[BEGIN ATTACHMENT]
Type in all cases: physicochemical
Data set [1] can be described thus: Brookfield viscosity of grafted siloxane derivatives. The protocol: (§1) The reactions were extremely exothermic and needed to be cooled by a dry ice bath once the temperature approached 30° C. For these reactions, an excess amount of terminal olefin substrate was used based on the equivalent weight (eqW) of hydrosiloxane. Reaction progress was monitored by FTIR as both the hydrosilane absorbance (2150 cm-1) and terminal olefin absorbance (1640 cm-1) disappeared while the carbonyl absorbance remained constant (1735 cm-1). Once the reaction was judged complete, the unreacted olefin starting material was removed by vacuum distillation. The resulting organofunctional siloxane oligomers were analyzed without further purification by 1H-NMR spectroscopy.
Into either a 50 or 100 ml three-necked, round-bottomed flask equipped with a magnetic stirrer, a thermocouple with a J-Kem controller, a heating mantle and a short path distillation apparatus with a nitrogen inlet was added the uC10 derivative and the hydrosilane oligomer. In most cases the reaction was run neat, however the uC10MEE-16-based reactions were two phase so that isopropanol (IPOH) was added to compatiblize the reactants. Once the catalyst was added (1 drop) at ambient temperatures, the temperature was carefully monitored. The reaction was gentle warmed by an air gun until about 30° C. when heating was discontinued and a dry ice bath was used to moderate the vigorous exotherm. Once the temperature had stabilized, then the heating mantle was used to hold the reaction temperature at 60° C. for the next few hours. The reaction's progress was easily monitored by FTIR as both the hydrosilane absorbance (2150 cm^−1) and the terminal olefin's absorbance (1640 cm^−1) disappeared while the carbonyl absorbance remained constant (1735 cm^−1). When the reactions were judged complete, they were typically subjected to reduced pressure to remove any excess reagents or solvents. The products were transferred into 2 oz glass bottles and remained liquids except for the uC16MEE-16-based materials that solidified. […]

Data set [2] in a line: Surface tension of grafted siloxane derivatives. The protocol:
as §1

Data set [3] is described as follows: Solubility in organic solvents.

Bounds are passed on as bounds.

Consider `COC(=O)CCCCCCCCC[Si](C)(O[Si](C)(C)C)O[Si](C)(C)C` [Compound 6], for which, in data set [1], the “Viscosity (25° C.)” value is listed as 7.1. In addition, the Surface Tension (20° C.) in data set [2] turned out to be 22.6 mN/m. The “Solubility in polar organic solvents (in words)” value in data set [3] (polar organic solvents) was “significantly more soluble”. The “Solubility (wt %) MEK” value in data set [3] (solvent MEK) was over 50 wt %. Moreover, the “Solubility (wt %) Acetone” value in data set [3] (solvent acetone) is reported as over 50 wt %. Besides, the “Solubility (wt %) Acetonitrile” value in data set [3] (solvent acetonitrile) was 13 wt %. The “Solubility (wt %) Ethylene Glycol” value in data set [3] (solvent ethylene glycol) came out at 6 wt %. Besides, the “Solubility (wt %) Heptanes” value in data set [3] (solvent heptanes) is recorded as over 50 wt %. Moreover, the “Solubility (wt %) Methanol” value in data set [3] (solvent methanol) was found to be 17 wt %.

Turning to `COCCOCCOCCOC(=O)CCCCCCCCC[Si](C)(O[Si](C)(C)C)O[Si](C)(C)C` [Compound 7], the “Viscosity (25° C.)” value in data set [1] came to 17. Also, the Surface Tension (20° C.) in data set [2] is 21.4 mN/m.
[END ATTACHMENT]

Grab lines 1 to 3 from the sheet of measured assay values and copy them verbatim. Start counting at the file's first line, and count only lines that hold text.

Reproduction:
Type in all cases: physicochemical
Data set [1] can be described thus: Brookfield viscosity of grafted siloxane derivatives. The protocol: (§1) The reactions were extremely exothermic and needed to be cooled by a dry ice bath once the temperature approached 30° C. For these reactions, an excess amount of terminal olefin substrate was used based on the equivalent weight (eqW) of hydrosiloxane. Reaction progress was monitored by FTIR as both the hydrosilane absorbance (2150 cm-1) and terminal olefin absorbance (1640 cm-1) disappeared while the carbonyl absorbance remained constant (1735 cm-1). Once the reaction was judged complete, the unreacted olefin starting material was removed by vacuum distillation. The resulting organofunctional siloxane oligomers were analyzed without further purification by 1H-NMR spectroscopy.
Into either a 50 or 100 ml three-necked, round-bottomed flask equipped with a magnetic stirrer, a thermocouple with a J-Kem controller, a heating mantle and a short path distillation apparatus with a nitrogen inlet was added the uC10 derivative and the hydrosilane oligomer. In most cases the reaction was run neat, however the uC10MEE-16-based reactions were two phase so that isopropanol (IPOH) was added to compatiblize the reactants. Once the catalyst was added (1 drop) at ambient temperatures, the temperature was carefully monitored. The reaction was gentle warmed by an air gun until about 30° C. when heating was discontinued and a dry ice bath was used to moderate the vigorous exotherm. Once the temperature had stabilized, then the heating mantle was used to hold the reaction temperature at 60° C. for the next few hours. The reaction's progress was easily monitored by FTIR as both the hydrosilane absorbance (2150 cm^−1) and the terminal olefin's absorbance (1640 cm^−1) disappeared while the carbonyl absorbance remained constant (1735 cm^−1). When the reactions were judged complete, they were typically subjected to reduced pressure to remove any excess reagents or solvents. The products were transferred into 2 oz glass bottles and remained liquids except for the uC16MEE-16-based materials that solidified. […]